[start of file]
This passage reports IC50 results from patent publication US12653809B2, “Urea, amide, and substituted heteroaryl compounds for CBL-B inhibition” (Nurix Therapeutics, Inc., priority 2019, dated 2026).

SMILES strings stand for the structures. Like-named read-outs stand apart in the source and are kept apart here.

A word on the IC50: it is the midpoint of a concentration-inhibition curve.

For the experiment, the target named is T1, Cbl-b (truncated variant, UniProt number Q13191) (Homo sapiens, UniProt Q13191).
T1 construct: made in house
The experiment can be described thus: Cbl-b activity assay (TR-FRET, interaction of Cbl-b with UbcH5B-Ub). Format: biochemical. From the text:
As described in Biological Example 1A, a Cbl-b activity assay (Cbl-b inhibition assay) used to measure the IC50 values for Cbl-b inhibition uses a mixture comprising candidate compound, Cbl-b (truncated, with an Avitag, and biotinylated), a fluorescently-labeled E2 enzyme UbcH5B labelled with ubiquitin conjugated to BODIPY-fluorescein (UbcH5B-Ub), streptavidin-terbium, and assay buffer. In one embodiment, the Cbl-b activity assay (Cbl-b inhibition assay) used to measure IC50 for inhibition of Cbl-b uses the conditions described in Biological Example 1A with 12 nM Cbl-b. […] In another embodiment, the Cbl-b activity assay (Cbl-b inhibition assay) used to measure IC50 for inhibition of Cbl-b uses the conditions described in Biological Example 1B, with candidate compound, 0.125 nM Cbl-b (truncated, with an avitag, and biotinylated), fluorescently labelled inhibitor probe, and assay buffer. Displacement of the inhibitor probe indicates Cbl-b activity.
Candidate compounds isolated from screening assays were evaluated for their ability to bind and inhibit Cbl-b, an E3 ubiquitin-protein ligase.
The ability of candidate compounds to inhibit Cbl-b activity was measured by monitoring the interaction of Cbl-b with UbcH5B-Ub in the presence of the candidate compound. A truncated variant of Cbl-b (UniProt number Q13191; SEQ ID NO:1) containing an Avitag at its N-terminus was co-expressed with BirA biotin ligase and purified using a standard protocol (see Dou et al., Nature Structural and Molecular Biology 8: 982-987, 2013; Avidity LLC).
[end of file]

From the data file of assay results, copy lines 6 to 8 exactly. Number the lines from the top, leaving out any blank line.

The experiment can be described thus: Cbl-b activity assay (TR-FRET, interaction of Cbl-b with UbcH5B-Ub). Format: biochemical. From the text:
As described in Biological Example 1A, a Cbl-b activity assay (Cbl-b inhibition assay) used to measure the IC50 values for Cbl-b inhibition uses a mixture comprising candidate compound, Cbl-b (truncated, with an Avitag, and biotinylated), a fluorescently-labeled E2 enzyme UbcH5B labelled with ubiquitin conjugated to BODIPY-fluorescein (UbcH5B-Ub), streptavidin-terbium, and assay buffer. In one embodiment, the Cbl-b activity assay (Cbl-b inhibition assay) used to measure IC50 for inhibition of Cbl-b uses the conditions described in Biological Example 1A with 12 nM Cbl-b. […] In another embodiment, the Cbl-b activity assay (Cbl-b inhibition assay) used to measure IC50 for inhibition of Cbl-b uses the conditions described in Biological Example 1B, with candidate compound, 0.125 nM Cbl-b (truncated, with an avitag, and biotinylated), fluorescently labelled inhibitor probe, and assay buffer. Displacement of the inhibitor probe indicates Cbl-b activity.
Candidate compounds isolated from screening assays were evaluated for their ability to bind and inhibit Cbl-b, an E3 ubiquitin-protein ligase.